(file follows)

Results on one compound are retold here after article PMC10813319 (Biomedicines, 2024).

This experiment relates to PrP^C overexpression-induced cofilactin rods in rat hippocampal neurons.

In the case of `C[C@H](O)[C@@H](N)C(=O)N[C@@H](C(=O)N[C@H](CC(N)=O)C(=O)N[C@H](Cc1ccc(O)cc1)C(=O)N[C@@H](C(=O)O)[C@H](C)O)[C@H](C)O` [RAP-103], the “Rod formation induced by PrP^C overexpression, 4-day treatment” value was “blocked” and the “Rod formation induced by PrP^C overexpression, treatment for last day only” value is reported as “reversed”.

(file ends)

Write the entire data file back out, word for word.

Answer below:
Results on one compound are retold here after article PMC10813319 (Biomedicines, 2024).

This experiment relates to PrP^C overexpression-induced cofilactin rods in rat hippocampal neurons.

In the case of `C[C@H](O)[C@@H](N)C(=O)N[C@@H](C(=O)N[C@H](CC(N)=O)C(=O)N[C@H](Cc1ccc(O)cc1)C(=O)N[C@@H](C(=O)O)[C@H](C)O)[C@H](C)O` [RAP-103], the “Rod formation induced by PrP^C overexpression, 4-day treatment” value was “blocked” and the “Rod formation induced by PrP^C overexpression, treatment for last day only” value is reported as “reversed”.